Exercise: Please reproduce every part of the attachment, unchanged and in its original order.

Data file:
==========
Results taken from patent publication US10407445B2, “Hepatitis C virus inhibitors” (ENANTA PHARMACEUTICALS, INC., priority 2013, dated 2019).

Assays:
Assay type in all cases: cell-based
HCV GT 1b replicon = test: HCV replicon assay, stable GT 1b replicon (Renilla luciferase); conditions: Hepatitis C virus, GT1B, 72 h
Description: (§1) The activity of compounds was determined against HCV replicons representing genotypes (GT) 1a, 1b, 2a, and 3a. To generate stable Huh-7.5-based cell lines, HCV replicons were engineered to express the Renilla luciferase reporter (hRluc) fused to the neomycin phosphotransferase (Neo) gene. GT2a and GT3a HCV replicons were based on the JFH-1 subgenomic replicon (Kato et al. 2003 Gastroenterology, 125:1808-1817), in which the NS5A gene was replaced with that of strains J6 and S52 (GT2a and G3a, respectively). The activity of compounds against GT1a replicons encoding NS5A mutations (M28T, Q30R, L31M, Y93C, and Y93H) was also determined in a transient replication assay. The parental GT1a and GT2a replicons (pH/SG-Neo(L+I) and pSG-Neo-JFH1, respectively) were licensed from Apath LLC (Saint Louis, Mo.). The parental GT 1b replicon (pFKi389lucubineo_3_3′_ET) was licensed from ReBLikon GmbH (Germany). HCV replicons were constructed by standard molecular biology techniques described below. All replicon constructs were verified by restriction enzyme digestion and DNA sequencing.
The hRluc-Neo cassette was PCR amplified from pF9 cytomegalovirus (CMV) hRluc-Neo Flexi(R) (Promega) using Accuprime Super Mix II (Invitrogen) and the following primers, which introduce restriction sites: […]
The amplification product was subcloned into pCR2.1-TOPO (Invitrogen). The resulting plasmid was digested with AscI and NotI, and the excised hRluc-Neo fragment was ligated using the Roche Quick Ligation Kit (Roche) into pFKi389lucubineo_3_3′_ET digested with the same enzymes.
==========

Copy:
Results taken from patent publication US10407445B2, “Hepatitis C virus inhibitors” (ENANTA PHARMACEUTICALS, INC., priority 2013, dated 2019).

Assays:
Assay type in all cases: cell-based
HCV GT 1b replicon = test: HCV replicon assay, stable GT 1b replicon (Renilla luciferase); conditions: Hepatitis C virus, GT1B, 72 h
Description: (§1) The activity of compounds was determined against HCV replicons representing genotypes (GT) 1a, 1b, 2a, and 3a. To generate stable Huh-7.5-based cell lines, HCV replicons were engineered to express the Renilla luciferase reporter (hRluc) fused to the neomycin phosphotransferase (Neo) gene. GT2a and GT3a HCV replicons were based on the JFH-1 subgenomic replicon (Kato et al. 2003 Gastroenterology, 125:1808-1817), in which the NS5A gene was replaced with that of strains J6 and S52 (GT2a and G3a, respectively). The activity of compounds against GT1a replicons encoding NS5A mutations (M28T, Q30R, L31M, Y93C, and Y93H) was also determined in a transient replication assay. The parental GT1a and GT2a replicons (pH/SG-Neo(L+I) and pSG-Neo-JFH1, respectively) were licensed from Apath LLC (Saint Louis, Mo.). The parental GT 1b replicon (pFKi389lucubineo_3_3′_ET) was licensed from ReBLikon GmbH (Germany). HCV replicons were constructed by standard molecular biology techniques described below. All replicon constructs were verified by restriction enzyme digestion and DNA sequencing.
The hRluc-Neo cassette was PCR amplified from pF9 cytomegalovirus (CMV) hRluc-Neo Flexi(R) (Promega) using Accuprime Super Mix II (Invitrogen) and the following primers, which introduce restriction sites: […]
The amplification product was subcloned into pCR2.1-TOPO (Invitrogen). The resulting plasmid was digested with AscI and NotI, and the excised hRluc-Neo fragment was ligated using the Roche Quick Ligation Kit (Roche) into pFKi389lucubineo_3_3′_ET digested with the same enzymes.